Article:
“The Lower River” by Paul Theroux (2012) – 323 pages
Ellis Hock, our main protagonist in “The Lower River”, is a sixty-two year-old family man living in Medford, Massachusetts, who owns and runs his own small clothing store. There are not many customers left for his well-tailored clothes, since nearly everyone now shops for cheaper clothes at the big box stores.
Ellis frequently reminisces about the four years he spent with the Peace Corps in Malawi in southeastern Africa nearly forty years ago. That was a heady time for both Ellis and Malawi. At that time Ellis, with the help of Malawian villagers, built a school there, and then he taught in the school. Ellis was there for the celebration when Malawi achieved its independence from Great Britain. This was an idealistic time for Malawi, and Ellis Hock was a part of it. He considers the years spent in Malawi as the best years of his life.
When his marriage falls apart unexpectedly, Ellis decides to sell his clothing store and head back to Malawi to the same village he lived in during those four Peace Corps years.
If you are at all interested in what is happening to the people in southeastern Africa including Malawi and Mozambique today, this is the novel for you. Paul Theroux is entirely reliable when writing about this part of Africa. He sugarcoats nothing. Yes, things are as bad as we hear and read in the news. However, the news does not tell the story of the individual people living in the villages today, and Theroux captures the people’s story exceedingly well.
When Ellis arrives back in his old village, he finds that the village, like many in Africa, is controlled by a strong man. The school Ellis built has been shut down for many years, and the building is sitting empty and is falling apart and rotting. No one in the village is interested in re-building the school. The villagers want only one thing from Ellis, and that is his money. Who can blame the villagers, who are hungry?
“Speaking about the past here was like speaking about a foreign land – happier, simpler, much bigger and highly colored, seemingly above ground.”
Yet the village Ellis is living in is one of the luckier villages. Travelling only a short distance from this village, he encounters a village made up entirely of children. All of the adults have died of AIDS, malaria, or other diseases. Apparently there are many of these children’s villages in Malawi and Mozambique. These villages are called “the Place of the Thrown-Aways”.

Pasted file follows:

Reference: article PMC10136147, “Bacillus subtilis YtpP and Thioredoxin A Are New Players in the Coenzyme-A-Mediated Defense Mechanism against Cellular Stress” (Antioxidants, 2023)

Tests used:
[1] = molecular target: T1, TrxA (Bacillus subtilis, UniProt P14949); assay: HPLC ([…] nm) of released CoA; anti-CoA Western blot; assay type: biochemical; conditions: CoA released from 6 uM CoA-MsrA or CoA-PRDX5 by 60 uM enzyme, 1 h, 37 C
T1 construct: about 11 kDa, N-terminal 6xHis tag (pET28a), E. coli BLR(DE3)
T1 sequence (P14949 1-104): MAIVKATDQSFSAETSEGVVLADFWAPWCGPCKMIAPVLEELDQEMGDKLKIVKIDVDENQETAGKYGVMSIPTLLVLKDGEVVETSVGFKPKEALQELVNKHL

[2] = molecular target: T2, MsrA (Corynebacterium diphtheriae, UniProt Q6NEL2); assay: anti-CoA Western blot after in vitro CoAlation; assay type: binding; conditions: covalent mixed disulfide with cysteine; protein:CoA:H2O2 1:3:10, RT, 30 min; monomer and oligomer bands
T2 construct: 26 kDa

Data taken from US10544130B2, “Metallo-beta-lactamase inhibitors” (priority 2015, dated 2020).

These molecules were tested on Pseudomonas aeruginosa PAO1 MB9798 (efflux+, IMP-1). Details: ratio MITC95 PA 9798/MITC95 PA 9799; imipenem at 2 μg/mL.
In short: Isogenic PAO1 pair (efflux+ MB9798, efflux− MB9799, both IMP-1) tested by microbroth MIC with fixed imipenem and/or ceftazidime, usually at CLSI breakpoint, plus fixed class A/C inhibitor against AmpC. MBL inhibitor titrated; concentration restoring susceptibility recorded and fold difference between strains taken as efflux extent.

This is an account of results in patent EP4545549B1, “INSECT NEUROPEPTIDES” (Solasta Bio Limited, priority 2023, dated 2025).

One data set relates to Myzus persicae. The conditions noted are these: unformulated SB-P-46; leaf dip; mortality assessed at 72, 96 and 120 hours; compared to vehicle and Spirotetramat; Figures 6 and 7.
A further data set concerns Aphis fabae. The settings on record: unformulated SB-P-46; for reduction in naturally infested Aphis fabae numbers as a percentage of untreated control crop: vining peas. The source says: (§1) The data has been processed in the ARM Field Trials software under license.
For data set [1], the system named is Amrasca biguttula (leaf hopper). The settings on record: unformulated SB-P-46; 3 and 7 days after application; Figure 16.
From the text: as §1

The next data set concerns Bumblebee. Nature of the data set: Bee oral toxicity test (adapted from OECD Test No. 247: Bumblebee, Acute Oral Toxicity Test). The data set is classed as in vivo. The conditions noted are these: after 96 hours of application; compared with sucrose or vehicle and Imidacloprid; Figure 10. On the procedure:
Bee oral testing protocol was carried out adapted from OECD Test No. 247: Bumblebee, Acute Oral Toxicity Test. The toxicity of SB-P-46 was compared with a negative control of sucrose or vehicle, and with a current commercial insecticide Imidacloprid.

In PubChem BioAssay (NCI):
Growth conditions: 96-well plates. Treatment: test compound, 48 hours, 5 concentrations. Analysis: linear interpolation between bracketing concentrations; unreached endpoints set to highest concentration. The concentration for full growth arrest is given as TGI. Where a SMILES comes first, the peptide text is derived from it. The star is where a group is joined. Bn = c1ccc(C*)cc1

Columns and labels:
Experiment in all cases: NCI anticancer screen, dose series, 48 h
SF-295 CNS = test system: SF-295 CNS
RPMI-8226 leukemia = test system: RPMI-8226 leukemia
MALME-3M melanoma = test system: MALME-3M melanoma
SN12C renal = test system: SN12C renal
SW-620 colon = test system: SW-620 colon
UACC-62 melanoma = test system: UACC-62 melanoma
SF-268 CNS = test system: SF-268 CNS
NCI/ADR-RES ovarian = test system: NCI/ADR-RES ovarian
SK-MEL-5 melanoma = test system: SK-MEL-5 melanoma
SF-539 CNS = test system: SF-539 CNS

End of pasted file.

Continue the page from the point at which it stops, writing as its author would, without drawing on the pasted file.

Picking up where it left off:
Certainly there are charities which are attempting to provide medical supplies, food, and clothing to these villages in Malawi. Instead of integrating the distribution of supplies into the life of each village, some of the charities tend to use airdrops instead, perhaps because the volunteers do not want to be exposed to AIDS. Theroux tells of one of the charity airdrops where food and supplies are lowered into the children’s village and some of the kids grab boxes lowered near them from the airplane. However soon bigger boys take the boxes away from the littler kids, and soon adult strongmen from other villages arrive to take the boxes away from the bigger boys.
As I mentioned before, Paul Theroux is utterly reliable in getting the details of this story right. One example I found particularly apt was when he describes the dress of the children in one of these children’s villages. Most of the children are wearing only one article of clothing, a cheap T-shirt with a slogan like ‘Willow Bend Fun Run’, ‘Rockland Lobster Festival’, or ‘Bob’s Bluegrass Bar’. I can just picture the charity drives in suburbs all over the world, and the middle class people getting rid of all their ridiculous T-shirts.
“The Lower River” is definitely not an uplifting story; it is more of a horror story than anything else. Paul Theroux has done an excellent job of making this story exciting and interesting. I have admired many of Paul Theroux’s novels and stories, and “The Lower River’ is another strong work.